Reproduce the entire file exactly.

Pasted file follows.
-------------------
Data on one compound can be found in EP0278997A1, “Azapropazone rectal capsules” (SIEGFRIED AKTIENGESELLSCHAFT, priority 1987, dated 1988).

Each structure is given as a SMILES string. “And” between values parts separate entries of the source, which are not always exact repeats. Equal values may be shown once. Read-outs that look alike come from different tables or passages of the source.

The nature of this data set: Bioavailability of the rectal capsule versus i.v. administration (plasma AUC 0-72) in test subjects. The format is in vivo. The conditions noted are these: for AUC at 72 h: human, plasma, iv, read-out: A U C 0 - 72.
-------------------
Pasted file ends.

Data on one compound can be found in EP0278997A1, “Azapropazone rectal capsules” (SIEGFRIED AKTIENGESELLSCHAFT, priority 1987, dated 1988).

Each structure is given as a SMILES string. “And” between values parts separate entries of the source, which are not always exact repeats. Equal values may be shown once. Read-outs that look alike come from different tables or passages of the source.

The nature of this data set: Bioavailability of the rectal capsule versus i.v. administration (plasma AUC 0-72) in test subjects. The format is in vivo. The conditions noted are these: for AUC at 72 h: human, plasma, iv, read-out: A U C 0 - 72.